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Two Colorado colleges plan to remove junior from their names. But will the change attract more students?

College officials at the schools for years have complained that the antiquated term has hampered recruiting

Trinidad State Junior College's Berg Administration Building. The school opened in 1925 was the first Junior College in Colorado. It has an enrollment of just over 1,900 full- and part-time students (Mike Sweeney, Special to The Colorado Sun)

This story was originally published by Chalkbeat Colorado. More at chalkbeat.org.

Colorado lawmakers and college officials hope a name change will help reverse years of sharply declining enrollment at two rural campuses, and in turn, also help support the towns they serve.

The change, requiring legislation, would remove the “junior” from Otero and Trinidad State junior colleges. The bill would leave Northeastern Junior College as the last remaining higher education institution bearing the name in the state — and one of the few left in the country. Its enrollment has declined 48% in a decade, but community backlash over the proposed name change caused legislators to exclude the college from the bill.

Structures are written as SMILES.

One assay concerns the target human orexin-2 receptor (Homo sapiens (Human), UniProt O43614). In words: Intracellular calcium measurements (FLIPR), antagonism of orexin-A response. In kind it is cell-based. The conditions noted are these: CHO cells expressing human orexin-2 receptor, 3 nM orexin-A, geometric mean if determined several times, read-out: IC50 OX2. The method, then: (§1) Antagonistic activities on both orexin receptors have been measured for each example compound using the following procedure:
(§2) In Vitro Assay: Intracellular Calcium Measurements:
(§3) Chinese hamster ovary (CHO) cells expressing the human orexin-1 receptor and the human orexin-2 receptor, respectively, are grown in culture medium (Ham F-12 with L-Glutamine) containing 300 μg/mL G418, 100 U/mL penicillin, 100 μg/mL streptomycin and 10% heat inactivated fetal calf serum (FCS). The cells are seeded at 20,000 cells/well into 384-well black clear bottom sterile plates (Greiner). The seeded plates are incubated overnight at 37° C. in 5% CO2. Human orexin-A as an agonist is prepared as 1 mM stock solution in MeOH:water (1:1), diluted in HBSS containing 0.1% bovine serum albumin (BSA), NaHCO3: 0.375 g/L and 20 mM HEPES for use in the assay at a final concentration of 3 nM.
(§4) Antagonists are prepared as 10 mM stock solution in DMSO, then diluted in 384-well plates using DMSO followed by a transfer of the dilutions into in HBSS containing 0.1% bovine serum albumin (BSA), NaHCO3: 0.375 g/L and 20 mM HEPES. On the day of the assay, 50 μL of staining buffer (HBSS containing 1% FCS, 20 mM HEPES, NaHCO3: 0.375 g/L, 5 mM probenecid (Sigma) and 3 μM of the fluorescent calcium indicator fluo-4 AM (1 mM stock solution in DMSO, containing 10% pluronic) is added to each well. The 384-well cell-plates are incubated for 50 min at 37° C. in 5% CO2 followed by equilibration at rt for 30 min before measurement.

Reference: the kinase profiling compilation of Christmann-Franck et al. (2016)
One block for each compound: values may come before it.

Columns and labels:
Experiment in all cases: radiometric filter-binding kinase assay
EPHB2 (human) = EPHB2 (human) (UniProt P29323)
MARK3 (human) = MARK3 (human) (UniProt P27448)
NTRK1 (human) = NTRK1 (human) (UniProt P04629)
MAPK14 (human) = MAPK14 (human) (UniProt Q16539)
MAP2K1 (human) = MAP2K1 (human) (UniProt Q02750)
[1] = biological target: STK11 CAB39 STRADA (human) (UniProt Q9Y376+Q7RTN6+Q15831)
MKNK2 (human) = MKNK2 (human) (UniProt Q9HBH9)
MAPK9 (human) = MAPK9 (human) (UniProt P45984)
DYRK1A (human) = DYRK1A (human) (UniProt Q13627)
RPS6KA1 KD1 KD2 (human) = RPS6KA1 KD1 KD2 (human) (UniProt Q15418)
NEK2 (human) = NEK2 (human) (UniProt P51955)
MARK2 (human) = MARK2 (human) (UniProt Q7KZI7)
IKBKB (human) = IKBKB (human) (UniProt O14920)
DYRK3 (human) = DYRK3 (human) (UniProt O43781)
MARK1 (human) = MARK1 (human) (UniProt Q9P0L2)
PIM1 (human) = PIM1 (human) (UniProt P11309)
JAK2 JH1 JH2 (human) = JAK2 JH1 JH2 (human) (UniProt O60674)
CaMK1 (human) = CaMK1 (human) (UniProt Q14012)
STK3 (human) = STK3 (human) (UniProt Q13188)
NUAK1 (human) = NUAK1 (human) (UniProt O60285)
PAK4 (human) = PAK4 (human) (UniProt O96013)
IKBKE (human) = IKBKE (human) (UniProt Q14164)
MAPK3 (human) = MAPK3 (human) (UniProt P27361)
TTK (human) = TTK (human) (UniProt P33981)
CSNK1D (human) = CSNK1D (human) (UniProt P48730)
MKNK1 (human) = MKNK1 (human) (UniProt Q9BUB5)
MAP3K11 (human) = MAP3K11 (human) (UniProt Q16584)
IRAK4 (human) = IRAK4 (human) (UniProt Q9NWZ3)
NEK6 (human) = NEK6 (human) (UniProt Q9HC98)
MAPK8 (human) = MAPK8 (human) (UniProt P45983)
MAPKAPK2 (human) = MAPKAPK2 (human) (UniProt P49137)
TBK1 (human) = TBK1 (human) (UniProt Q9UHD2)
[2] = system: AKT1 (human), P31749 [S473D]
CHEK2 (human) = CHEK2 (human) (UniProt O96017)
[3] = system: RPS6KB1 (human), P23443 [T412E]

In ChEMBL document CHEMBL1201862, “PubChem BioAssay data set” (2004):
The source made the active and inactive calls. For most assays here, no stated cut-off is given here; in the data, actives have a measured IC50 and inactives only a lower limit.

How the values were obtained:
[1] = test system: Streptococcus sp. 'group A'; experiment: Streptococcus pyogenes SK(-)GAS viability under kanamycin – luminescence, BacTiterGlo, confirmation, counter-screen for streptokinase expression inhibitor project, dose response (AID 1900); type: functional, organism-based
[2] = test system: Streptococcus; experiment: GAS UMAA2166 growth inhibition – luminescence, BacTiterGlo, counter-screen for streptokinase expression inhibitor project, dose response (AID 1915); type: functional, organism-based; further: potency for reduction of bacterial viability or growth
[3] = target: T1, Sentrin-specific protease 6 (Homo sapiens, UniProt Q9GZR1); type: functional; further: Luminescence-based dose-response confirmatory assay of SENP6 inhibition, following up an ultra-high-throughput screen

While a simple fix, officials hope the removal of “junior” will have a big impact when it comes to marketing the two schools to prospective students.

College officials at the schools for years have complained that the antiquated term has hampered recruiting and given potential students an erroneous impression of being less than a full-fledged college.

Colorado Community College System Chancellor Joe Garcia said the coronavirus pandemic has placed the state’s junior colleges at increased risk. Although the state will continue to supplement the school budgets to counteract enrollment declines, Garcia said they need to thrive as important parts of the economic ecosystem of the small towns where they reside.

The name change represents only one part of a greater effort to make the schools successful, he said. The state has begun narrowing the subjects they offer to those that have the most potential to lead to good jobs, in areas such as nursing, energy, and information technology.

“This is just one part of the bigger process that we know we have to do,” Garcia said.

Read more at chalkbeat.org.


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